Animal photographer Liz Gregg, has inspired the team at All Dogs Matter to capture the characters of their canines. Here, she teaches you how to take perfectly focused pawtraits using a phone camera.
Image: Liz Gregg on the Sony Xperia 1 II.
From goofy grins to pondering pouts, dogs radiate personality through their facial expressions, and we love them for it. It’s no surprise that during lockdown, London based dog charity All Dogs Matter saw a significant increase in rehoming requests; as well as a 54% increase in visits to their website as more of us realise how beneficial companionship from a pet can be.
All Dogs Matter is a dog rescue and rehoming charity working in and around London to transform the lives of unwanted and abandoned dogs. Since lockdown they’ve seen a significant amount of interest in rehoming their dogs and are urging the public to consider donating to continue to support their work in rehoming dogs across the UK.
“It’s great to see so much interest in adoption during the past few months, but as the world continues to open up, we want to make sure we don’t lose momentum and that we’re able to continue helping dogs in need. Every dog has such a unique personality and we’re following Liz’s top tips to make sure our new dogs’ headshots really bring this to life,” said Laura Hedges, Deputy Manager of All Dogs Matter. “With demand for our service high, alongside our funding being hit hard recently, we appreciate donations to help us continue our vital work”.
Animal photographer Liz Greggs provides the following top tips to budding doggy photographers:
- Make sure photoshoots are always a good experience for your dog. Keep sessions short and well rewarded with either treats or play. Try using positive reinforcement, take it slowly and keep things fun.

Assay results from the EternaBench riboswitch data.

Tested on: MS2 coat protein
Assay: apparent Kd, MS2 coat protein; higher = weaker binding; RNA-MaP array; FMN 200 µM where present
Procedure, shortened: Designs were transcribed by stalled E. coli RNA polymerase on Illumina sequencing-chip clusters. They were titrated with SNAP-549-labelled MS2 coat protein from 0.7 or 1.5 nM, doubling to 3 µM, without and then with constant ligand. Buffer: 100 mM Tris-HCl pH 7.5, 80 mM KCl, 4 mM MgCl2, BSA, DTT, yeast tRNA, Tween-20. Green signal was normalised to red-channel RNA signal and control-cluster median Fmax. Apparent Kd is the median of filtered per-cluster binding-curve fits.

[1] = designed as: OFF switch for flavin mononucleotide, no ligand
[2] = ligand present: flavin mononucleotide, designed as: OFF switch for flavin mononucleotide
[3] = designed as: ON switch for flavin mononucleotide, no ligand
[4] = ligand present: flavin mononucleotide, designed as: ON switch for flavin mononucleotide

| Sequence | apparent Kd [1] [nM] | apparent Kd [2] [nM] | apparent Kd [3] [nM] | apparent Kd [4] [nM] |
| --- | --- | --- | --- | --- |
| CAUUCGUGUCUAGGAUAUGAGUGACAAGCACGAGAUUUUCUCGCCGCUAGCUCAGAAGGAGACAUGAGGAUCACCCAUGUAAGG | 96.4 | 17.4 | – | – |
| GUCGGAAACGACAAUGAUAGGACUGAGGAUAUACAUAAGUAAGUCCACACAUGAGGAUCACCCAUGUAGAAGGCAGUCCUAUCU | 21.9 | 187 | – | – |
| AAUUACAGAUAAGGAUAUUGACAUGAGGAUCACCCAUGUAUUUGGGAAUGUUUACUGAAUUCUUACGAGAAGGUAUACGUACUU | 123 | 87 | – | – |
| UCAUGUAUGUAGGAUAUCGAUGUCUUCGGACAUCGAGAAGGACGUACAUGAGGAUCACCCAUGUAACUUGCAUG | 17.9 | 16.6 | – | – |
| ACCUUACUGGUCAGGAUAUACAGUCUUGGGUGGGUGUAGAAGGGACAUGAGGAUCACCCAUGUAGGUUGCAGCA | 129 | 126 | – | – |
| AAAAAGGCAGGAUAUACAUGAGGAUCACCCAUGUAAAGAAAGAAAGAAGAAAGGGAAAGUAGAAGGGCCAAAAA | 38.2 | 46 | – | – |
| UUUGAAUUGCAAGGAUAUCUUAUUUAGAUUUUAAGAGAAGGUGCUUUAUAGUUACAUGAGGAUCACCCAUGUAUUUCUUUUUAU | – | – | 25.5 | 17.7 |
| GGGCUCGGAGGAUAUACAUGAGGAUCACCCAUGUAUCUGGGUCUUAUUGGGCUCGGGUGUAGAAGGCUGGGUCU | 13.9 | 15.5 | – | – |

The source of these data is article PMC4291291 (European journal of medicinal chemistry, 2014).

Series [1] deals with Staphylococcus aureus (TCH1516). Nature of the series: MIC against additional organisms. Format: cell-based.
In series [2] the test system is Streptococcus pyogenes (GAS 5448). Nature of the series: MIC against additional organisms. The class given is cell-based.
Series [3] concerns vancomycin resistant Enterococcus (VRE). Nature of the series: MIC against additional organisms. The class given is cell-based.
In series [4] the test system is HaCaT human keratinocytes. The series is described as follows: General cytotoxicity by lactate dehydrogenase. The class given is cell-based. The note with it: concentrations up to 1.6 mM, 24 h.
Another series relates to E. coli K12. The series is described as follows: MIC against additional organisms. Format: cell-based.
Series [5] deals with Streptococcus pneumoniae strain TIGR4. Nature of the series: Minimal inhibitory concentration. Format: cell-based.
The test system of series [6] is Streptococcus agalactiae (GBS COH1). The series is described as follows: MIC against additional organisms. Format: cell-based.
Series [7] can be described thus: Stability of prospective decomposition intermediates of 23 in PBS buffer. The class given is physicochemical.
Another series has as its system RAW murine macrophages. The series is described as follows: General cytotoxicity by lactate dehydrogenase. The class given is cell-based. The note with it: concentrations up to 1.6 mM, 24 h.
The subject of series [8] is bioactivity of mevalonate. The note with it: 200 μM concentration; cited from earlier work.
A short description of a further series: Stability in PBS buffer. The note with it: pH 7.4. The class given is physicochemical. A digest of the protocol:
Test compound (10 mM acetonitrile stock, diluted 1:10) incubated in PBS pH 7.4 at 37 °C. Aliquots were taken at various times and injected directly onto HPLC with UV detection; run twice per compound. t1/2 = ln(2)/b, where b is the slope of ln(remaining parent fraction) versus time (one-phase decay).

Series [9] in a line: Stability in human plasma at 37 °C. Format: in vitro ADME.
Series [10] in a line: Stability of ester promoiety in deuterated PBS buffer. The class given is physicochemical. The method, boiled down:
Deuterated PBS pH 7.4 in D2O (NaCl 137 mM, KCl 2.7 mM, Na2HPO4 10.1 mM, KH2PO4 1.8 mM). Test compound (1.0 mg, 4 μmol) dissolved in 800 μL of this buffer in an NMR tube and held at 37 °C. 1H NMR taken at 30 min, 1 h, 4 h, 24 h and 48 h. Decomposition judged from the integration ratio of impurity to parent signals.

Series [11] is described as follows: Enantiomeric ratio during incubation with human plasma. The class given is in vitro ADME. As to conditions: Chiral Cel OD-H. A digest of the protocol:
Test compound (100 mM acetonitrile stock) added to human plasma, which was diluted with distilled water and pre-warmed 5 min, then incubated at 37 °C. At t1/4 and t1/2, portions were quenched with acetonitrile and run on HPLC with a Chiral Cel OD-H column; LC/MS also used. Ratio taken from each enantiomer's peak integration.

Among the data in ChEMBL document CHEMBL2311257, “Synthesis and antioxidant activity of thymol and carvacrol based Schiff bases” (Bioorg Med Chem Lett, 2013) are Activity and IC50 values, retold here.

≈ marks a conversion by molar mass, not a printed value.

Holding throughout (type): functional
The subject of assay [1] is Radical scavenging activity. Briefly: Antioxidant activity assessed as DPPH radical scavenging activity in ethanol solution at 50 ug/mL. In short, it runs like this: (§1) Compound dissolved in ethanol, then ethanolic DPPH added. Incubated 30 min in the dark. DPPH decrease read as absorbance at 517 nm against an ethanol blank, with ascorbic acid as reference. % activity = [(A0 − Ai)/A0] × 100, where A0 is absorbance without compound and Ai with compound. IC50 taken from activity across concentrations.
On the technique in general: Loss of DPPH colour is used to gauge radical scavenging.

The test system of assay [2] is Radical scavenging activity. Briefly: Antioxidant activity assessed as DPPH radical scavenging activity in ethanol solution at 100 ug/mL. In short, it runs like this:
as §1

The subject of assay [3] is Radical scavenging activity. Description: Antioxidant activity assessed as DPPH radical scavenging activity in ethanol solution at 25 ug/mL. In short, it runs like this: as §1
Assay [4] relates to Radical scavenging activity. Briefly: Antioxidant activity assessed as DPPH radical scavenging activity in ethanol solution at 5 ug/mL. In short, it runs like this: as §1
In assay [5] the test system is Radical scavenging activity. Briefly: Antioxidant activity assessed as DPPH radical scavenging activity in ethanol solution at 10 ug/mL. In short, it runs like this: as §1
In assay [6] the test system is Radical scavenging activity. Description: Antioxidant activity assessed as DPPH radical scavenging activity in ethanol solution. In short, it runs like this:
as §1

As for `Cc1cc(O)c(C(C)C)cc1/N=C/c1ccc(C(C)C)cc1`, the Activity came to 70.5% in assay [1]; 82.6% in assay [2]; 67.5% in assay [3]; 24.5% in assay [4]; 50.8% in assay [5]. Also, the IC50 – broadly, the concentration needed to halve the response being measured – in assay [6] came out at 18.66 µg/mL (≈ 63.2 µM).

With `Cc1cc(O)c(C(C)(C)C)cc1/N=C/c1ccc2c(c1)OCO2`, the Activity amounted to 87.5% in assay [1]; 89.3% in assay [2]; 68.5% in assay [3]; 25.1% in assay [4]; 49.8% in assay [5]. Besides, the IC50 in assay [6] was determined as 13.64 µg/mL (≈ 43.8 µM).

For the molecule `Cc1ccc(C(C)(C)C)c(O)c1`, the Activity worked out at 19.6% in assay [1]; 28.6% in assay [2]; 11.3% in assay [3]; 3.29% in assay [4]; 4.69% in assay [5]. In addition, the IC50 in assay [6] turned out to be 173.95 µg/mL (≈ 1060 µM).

- If a dog is looking bored or unsure in a photo, take a break, have a play, maybe change location, and then try again. It may seem odd but making silly noises can sometimes help to make a dog look more perky and engaged.
- To try cartoon-like ‘treat catching’ photos, hold your phone in one hand, a treat in the other. Sit very close to your dog and snap the photo as you throw the treat, underhand and aimed straight to their mouth. If you throw the treat too high or far it’s likely your dog will jump out of the frame and you’ll just end up with a picture of a paw or a tail!
- Use a camera with a fast shutter speed, so you have the control to get an in-focus photo of your dog no matter how fast and frenzied they are!
- Look at the bigger picture. Rather than only seeing the subject that you’re photographing, look at what is in the background and foreground of the photo. Try and find a background that is interesting but not distracting.
- Get creative and find pleasing frames to shoot through. An example may be wild flowers in the foreground, which work well to frame your dog. Getting a little more creative, I sometimes even lie on the floor and photograph my small dog framed by the legs and belly of my larger dog. Finding different ways to compose and frame a photo can be really fun and can give a different perspective.
- Be spontaneous. The beauty of shooting using a phone like the Xperia 1 II is that you can capture shots anywhere, and sometimes the best images are taken at unexpected times.
- Rope in a friend. Especially when you’re photographing more than one dog it can be really useful to ask a friend for help. I often take pictures for @blackwhite.gold with Dolly’s owner Danielle getting the girls into position and then maintaining their interest with treats or balls.